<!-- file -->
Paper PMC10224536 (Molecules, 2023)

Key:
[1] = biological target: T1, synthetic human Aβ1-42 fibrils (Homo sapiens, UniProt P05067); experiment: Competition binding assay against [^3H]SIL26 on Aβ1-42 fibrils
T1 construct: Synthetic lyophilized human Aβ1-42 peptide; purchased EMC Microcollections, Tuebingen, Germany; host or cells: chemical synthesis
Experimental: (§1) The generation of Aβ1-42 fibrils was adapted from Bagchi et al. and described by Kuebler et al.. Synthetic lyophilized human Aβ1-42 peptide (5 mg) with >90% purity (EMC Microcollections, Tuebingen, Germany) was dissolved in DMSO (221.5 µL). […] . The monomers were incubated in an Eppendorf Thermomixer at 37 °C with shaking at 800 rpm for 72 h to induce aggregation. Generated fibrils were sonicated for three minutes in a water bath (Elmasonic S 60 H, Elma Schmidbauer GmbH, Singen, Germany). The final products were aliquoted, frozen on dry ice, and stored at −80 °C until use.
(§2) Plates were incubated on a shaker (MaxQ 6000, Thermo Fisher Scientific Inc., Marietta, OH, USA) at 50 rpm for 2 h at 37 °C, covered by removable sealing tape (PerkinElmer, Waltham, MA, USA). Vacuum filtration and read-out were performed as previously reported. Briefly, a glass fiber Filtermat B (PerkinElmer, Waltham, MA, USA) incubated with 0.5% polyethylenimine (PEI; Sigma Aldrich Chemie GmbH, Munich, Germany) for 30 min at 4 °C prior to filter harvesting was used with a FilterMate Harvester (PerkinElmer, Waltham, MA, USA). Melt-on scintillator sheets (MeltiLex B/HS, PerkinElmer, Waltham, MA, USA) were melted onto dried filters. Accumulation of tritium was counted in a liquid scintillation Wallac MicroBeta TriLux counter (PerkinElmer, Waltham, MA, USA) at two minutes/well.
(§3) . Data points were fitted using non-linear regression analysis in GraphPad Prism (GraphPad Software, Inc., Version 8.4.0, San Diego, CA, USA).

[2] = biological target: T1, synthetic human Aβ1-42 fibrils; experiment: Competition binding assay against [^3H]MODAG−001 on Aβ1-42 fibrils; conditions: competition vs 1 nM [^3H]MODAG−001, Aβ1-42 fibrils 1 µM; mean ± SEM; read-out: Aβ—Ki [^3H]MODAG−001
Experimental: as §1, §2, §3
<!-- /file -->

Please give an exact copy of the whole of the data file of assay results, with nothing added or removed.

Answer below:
Paper PMC10224536 (Molecules, 2023)

Key:
[1] = biological target: T1, synthetic human Aβ1-42 fibrils (Homo sapiens, UniProt P05067); experiment: Competition binding assay against [^3H]SIL26 on Aβ1-42 fibrils
T1 construct: Synthetic lyophilized human Aβ1-42 peptide; purchased EMC Microcollections, Tuebingen, Germany; host or cells: chemical synthesis
Experimental: (§1) The generation of Aβ1-42 fibrils was adapted from Bagchi et al. and described by Kuebler et al.. Synthetic lyophilized human Aβ1-42 peptide (5 mg) with >90% purity (EMC Microcollections, Tuebingen, Germany) was dissolved in DMSO (221.5 µL). […] . The monomers were incubated in an Eppendorf Thermomixer at 37 °C with shaking at 800 rpm for 72 h to induce aggregation. Generated fibrils were sonicated for three minutes in a water bath (Elmasonic S 60 H, Elma Schmidbauer GmbH, Singen, Germany). The final products were aliquoted, frozen on dry ice, and stored at −80 °C until use.
(§2) Plates were incubated on a shaker (MaxQ 6000, Thermo Fisher Scientific Inc., Marietta, OH, USA) at 50 rpm for 2 h at 37 °C, covered by removable sealing tape (PerkinElmer, Waltham, MA, USA). Vacuum filtration and read-out were performed as previously reported. Briefly, a glass fiber Filtermat B (PerkinElmer, Waltham, MA, USA) incubated with 0.5% polyethylenimine (PEI; Sigma Aldrich Chemie GmbH, Munich, Germany) for 30 min at 4 °C prior to filter harvesting was used with a FilterMate Harvester (PerkinElmer, Waltham, MA, USA). Melt-on scintillator sheets (MeltiLex B/HS, PerkinElmer, Waltham, MA, USA) were melted onto dried filters. Accumulation of tritium was counted in a liquid scintillation Wallac MicroBeta TriLux counter (PerkinElmer, Waltham, MA, USA) at two minutes/well.
(§3) . Data points were fitted using non-linear regression analysis in GraphPad Prism (GraphPad Software, Inc., Version 8.4.0, San Diego, CA, USA).

[2] = biological target: T1, synthetic human Aβ1-42 fibrils; experiment: Competition binding assay against [^3H]MODAG−001 on Aβ1-42 fibrils; conditions: competition vs 1 nM [^3H]MODAG−001, Aβ1-42 fibrils 1 µM; mean ± SEM; read-out: Aβ—Ki [^3H]MODAG−001
Experimental: as §1, §2, §3